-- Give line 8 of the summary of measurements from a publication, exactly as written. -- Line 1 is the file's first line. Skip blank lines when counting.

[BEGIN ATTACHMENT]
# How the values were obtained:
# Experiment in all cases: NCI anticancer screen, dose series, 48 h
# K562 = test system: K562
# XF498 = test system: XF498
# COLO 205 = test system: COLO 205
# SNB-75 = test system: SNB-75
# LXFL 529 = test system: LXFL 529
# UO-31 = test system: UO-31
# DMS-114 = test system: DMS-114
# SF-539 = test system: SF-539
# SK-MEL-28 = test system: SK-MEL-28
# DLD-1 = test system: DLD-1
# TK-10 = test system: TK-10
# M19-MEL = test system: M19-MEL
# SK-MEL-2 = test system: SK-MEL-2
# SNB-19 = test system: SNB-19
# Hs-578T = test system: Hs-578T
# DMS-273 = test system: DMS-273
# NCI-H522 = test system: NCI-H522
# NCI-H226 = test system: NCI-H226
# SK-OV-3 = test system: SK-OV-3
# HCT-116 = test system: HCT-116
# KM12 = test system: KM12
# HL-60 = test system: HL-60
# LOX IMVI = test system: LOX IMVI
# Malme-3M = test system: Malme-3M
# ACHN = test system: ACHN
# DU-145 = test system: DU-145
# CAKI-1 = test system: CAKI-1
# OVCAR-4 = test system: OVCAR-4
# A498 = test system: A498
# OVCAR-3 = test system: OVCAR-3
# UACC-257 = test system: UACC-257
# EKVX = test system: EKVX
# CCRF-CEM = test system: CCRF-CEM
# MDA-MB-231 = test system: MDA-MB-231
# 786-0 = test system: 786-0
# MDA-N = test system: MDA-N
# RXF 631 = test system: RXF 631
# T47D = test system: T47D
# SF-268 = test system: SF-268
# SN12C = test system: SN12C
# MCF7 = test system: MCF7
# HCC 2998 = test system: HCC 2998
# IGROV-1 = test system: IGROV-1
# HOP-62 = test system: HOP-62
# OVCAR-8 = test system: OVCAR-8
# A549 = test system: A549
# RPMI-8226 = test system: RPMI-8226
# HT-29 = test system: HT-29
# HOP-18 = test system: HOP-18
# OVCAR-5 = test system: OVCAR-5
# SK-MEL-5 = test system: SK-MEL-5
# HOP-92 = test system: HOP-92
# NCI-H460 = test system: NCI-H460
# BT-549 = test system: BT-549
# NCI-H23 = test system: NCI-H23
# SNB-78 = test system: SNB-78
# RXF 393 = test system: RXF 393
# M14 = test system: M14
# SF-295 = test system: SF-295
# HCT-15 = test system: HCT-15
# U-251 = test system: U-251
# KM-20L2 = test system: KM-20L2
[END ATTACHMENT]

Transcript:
# UO-31 = test system: UO-31